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Finding out you have cancer is frightening, but your odds of beating it are better than ever before. Survival rates are rising because scientists continue finding better ways to treat cancer and detect cancer earlier.
One newer treatment you may have heard of is targeted therapy. This is a group of drugs designed to block the growth and spread of cancer cells. Targeted therapy keeps cells from dividing, and destroys them directly.
Targeted therapies are newer types of therapy that are more precise in the way they attack cancers cells.
Most chemotherapy drugs can’t tell the difference between cancer cells and healthy cells, so they kill both. Targeted therapies, on the other hand, aim for specific components inside your cells that help cancer grow and spread. This means they hurt cancer cells while leaving more healthy cells alone.
Not everyone is a candidate for these types of treatment, but your doctor can order special testing to see if you are eligible for targeted therapy.
If you’re eligible for targeted therapy, your treatment plan will depend on several factors. These include the type of cancer you have, and which targets were identified by the tests your doctor ordered. Targeted therapy may be the only treatment you need, or it may be combined with other chemotherapy agents, surgery or radiation therapy.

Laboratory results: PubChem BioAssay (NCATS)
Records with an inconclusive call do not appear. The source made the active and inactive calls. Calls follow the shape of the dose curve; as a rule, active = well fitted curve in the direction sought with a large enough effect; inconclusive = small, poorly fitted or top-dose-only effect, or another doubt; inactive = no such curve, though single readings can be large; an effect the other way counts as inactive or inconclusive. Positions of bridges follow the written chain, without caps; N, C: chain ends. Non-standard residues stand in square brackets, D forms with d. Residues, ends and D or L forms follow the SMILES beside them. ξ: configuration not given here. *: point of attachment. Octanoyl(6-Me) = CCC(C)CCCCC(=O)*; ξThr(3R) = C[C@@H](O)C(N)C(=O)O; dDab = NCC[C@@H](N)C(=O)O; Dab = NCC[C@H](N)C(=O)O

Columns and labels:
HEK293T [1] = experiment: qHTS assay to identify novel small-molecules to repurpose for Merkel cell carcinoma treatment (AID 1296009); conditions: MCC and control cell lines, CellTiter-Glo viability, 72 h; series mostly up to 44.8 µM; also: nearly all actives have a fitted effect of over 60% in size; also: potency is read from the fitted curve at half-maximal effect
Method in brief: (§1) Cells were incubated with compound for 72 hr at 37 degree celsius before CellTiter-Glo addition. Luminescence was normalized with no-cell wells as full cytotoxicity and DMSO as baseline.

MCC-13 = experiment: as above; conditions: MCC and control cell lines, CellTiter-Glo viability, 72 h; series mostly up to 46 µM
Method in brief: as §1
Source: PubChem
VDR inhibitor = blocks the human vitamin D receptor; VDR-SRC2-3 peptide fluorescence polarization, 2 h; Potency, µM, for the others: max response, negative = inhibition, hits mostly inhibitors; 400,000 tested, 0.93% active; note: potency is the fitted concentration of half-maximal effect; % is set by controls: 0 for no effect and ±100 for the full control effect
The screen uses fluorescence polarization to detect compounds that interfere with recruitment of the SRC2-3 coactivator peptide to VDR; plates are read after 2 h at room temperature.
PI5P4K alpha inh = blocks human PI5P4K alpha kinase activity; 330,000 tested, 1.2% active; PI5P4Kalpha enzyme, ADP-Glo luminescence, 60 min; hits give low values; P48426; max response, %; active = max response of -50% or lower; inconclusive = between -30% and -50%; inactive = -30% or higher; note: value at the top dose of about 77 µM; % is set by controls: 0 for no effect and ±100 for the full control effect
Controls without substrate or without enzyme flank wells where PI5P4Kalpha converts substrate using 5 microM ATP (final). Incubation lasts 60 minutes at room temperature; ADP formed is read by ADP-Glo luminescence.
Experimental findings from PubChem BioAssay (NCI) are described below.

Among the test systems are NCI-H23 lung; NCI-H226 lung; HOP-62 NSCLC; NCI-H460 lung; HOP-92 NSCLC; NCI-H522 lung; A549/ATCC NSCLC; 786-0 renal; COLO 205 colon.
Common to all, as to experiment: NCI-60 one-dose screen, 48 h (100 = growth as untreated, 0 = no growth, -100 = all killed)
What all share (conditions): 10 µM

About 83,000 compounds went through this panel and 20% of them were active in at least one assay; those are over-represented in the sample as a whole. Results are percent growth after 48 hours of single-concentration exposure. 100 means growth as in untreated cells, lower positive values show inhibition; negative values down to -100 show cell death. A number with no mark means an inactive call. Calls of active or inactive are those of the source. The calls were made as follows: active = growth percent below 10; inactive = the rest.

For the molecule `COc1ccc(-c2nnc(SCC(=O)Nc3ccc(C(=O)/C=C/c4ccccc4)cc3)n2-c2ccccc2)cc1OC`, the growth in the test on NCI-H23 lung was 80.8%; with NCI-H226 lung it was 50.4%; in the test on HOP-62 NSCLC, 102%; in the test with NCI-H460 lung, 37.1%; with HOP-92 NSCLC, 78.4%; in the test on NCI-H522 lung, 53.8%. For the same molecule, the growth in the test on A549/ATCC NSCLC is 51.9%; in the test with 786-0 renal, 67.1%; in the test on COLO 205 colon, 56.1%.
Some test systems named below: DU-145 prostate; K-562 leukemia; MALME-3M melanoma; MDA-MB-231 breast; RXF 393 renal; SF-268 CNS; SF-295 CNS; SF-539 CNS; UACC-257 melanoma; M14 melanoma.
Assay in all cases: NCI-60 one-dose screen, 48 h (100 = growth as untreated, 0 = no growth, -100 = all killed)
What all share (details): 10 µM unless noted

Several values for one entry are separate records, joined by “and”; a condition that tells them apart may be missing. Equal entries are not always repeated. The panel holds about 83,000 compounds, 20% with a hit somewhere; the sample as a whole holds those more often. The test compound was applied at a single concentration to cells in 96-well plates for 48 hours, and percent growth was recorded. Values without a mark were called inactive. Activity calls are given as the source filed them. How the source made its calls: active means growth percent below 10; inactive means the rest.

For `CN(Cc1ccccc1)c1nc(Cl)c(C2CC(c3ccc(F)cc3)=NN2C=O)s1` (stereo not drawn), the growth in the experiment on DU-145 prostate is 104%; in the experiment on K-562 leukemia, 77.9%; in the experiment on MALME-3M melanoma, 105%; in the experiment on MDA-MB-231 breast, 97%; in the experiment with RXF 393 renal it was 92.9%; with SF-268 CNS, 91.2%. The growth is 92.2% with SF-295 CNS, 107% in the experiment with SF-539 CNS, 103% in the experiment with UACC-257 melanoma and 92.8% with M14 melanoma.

One promising type of targeted therapy is a group of drugs called immunotherapy agents. These include Yervoy, Opdivo, Tecentriq and Keytruda. They work by telling your body's immune system to fight the cancer in your body.
Immunotherapy medications have already been approved for use among multiple types of cancer, and many more are currently being tested through clinical trials. These drugs are helping improve quality and quantity of life for many people, and many have fewer side effects than traditional chemotherapies.
Check with your Mercy doctor to see if you qualify for immunotherapy, or are eligible for one of the many immunotherapy clinical trials we offer.
Different targeted therapies offer different benefits. Depending on your treatment goals, your drug(s) may be used to:
Your Mercy care team will make sure you understand what to expect before, during and after targeted therapy. For example:
Many targeted therapy drugs have already been approved by the Food and Drug Administration (FDA) – and many more are still being tested by researchers. If you’re not eligible for an approved drug, you may be able to try an experimental one by participating in a clinical trial. Your care team can help you explore this option.
At Mercy, we realize newer cancer treatments can feel both exciting and intimidating. We’ll take the time to answer your questions, address your concerns and make sure you feel comfortable and informed before starting any new therapy.
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